This make ahead Banana Chocolate Chip Fluffernutter French Toast Casserole is the perfect dish to serve your holiday guests for breakfast or brunch. Bananas, chocolate chips, peanut butter and marshmallows are tucked into the nooks and crevices of custard soaked bread before being baked to golden goodness.
I know I’ve mentioned it before. I’m not a morning person. I’d also rather be enjoying breakfast with my family and guests rather than in the kitchen missing out on the lively breakfast conversation. And believe me, with my four year old at the table, the conversation is always lively, no matter what the topic. With the holidays around the corner, I decided to take the opportunity to create a new make ahead breakfast dish to make breakfast something I didn’t have to think twice about.
Enter quite possibly the longest recipe title – Banana Chocolate Chip Fluffernutter French Toast Casserole. It’s rich, it’s decadent and it’s absolute perfection in my book. Bananas, chocolate chips, peanut butter and marshmallows are tucked into the nooks and crevices of custard soaked bread before being baked to golden goodness. This dish simply can do no wrong! The fact that the majority of the dish is prepared the night before elevates it’s status even more in my book.
Of course you could serve this casserole as is when it comes out of the oven, but I decided to make it a bit more special by drizzling it with melted peanut butter and marshmallow fluff. I earned major mama gold stars when I served this to my menagerie!
If there’s one ingredient I stock up on around the holidays, it’s eggs – this recipe uses eight eggs! Eggs are a holiday staple: In fact, more eggs are consumed during the winter holiday season than any other time of the year, including Easter. Where do the eggs you’re baking with this holiday season come from? There’s a good chance they come from right here in my new home state of Ohio as it’s the second-largest egg producing state in the nation.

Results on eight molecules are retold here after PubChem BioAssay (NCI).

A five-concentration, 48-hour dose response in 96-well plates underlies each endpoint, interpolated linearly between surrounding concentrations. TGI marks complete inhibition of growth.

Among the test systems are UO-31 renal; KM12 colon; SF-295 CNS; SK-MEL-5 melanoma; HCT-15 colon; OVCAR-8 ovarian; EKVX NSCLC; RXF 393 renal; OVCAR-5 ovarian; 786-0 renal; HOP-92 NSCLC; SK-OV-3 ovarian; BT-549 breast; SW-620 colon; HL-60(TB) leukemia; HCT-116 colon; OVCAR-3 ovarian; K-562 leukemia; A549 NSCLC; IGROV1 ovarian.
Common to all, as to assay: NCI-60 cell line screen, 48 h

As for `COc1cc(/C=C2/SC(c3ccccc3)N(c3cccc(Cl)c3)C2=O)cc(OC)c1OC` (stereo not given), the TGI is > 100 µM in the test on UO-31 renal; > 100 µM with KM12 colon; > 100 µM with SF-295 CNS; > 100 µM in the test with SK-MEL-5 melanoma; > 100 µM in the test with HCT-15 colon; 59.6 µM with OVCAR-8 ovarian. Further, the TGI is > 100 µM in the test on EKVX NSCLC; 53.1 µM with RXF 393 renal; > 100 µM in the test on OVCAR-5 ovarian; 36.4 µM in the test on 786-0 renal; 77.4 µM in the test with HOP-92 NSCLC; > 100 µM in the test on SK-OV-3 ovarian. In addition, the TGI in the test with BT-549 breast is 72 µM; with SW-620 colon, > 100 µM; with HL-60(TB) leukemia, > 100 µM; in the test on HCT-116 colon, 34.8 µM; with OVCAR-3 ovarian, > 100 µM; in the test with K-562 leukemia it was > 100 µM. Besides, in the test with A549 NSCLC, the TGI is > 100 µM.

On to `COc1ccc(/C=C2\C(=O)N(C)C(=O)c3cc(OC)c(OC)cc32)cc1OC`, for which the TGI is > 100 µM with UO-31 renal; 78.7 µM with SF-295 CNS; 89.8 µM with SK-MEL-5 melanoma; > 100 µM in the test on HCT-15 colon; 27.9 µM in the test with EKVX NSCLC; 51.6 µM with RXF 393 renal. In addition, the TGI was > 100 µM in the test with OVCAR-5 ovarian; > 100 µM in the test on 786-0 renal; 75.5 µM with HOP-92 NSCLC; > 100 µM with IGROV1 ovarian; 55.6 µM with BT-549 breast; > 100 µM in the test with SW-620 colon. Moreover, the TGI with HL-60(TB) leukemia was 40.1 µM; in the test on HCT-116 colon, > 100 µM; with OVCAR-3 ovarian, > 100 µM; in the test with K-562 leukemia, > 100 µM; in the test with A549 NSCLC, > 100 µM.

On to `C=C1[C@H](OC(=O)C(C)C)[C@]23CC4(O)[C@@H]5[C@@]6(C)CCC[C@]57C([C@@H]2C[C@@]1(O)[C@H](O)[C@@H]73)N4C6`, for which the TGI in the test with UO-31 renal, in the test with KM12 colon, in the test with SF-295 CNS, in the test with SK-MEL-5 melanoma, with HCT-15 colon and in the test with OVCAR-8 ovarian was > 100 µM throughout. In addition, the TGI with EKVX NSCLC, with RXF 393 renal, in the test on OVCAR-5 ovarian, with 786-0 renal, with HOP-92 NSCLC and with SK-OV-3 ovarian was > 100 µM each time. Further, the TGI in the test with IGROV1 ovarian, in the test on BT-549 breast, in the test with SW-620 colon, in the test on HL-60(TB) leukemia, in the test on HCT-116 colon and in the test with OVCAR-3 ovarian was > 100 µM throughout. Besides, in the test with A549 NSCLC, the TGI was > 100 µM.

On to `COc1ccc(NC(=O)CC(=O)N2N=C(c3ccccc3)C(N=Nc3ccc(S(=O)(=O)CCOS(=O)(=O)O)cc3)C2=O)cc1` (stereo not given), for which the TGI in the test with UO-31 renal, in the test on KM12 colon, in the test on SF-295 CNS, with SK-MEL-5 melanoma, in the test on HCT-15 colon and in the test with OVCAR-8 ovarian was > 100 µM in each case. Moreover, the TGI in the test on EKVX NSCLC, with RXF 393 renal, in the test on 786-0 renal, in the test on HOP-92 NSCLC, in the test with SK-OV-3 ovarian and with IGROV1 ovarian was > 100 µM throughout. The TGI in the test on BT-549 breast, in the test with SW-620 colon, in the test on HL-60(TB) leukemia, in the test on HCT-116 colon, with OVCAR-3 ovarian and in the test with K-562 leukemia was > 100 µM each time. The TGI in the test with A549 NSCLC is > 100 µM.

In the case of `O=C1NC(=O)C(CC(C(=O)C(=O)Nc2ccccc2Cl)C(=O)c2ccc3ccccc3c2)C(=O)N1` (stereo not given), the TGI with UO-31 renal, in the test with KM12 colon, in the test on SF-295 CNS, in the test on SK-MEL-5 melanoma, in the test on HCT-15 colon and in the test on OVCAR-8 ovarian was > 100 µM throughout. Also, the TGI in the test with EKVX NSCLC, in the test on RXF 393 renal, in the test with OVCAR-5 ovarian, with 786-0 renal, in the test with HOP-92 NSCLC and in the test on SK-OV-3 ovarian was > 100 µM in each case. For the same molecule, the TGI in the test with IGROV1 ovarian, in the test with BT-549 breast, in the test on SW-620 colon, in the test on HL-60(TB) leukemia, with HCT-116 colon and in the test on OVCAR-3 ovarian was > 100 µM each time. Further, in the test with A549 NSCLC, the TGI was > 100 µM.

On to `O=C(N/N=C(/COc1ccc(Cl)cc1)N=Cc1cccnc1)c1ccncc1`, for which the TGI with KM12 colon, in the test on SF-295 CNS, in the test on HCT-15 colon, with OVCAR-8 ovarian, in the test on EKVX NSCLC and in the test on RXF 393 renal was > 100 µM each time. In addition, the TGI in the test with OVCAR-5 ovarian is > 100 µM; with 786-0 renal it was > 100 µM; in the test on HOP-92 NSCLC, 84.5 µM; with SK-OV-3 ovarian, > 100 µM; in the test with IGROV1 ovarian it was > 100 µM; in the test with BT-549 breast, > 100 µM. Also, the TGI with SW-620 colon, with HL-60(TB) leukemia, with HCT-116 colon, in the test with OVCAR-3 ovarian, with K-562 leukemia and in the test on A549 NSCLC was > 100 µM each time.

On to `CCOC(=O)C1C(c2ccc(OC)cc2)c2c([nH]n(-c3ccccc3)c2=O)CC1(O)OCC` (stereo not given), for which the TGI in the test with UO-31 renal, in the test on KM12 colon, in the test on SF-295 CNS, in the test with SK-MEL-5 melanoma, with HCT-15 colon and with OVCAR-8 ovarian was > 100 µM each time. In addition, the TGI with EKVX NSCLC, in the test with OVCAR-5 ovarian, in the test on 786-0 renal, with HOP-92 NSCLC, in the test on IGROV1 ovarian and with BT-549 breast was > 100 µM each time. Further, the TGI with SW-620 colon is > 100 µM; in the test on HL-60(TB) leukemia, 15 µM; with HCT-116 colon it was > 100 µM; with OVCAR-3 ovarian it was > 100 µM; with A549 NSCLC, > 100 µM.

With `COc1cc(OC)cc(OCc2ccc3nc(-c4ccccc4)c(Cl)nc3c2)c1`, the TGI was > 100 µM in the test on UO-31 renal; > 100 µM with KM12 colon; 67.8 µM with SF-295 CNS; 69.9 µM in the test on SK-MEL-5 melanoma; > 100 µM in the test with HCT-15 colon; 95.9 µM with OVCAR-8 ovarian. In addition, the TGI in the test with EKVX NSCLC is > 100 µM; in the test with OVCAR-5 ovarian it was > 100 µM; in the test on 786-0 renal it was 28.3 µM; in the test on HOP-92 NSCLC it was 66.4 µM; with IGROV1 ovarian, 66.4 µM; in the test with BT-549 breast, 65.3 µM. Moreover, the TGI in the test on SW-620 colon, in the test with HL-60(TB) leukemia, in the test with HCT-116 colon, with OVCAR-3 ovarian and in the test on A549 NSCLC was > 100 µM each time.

In April, I was able to spend time in Columbus learning more about the egg production process in Ohio and even got a chance to hold my first chicken. I swear not a week has gone by since that trip that I haven’t mentioned it or something that I learned while there to someone. Just last week a few moms in the nursery at church got an earful about the process.
Hands down my favorite tidbit gleaned from my tidbit is how to read the numbers on the end of an egg carton. Here’s how you can learn more about the eggs you are purchasing:
099 = The Lunar calendar day. These eggs were laid on the 99th day of the year.
P1089 = The plant number at which they were packaged. You are able to look the plant number up on the USDA website.
5 = The line number at the plant where the carton was packaged. If they’re finding several cartons with broken eggs, for example, they are able to look at the equipment and who was working that individual line to learn more about the problem.
EXP May 8 = The expiration date.
Pretty awesome, right? And yes, eight months later this still excites me.
Want to learn more about how to include eggs in your holiday baking? Join me and five other food bloggers Wednesday, December 10th – tomorrow! – for a Twitter party by following #holidayscramble.
Looking for more great french toast recipes?
More great french toast recipes from fellow food bloggers:
Angel Food French Toast with Blueberry Lemon Sauce | Neighbor Food
Mocha Baked French Toast | Lemons for Lulu
Eggnog French Toast | Shugary Sweets
This post is sponsored by the Ohio Poultry Association. As always, all thoughts and opinions are my own. Thank you for supporting this sponsor that allows me the opportunity to create content, such as this, for Melanie Makes.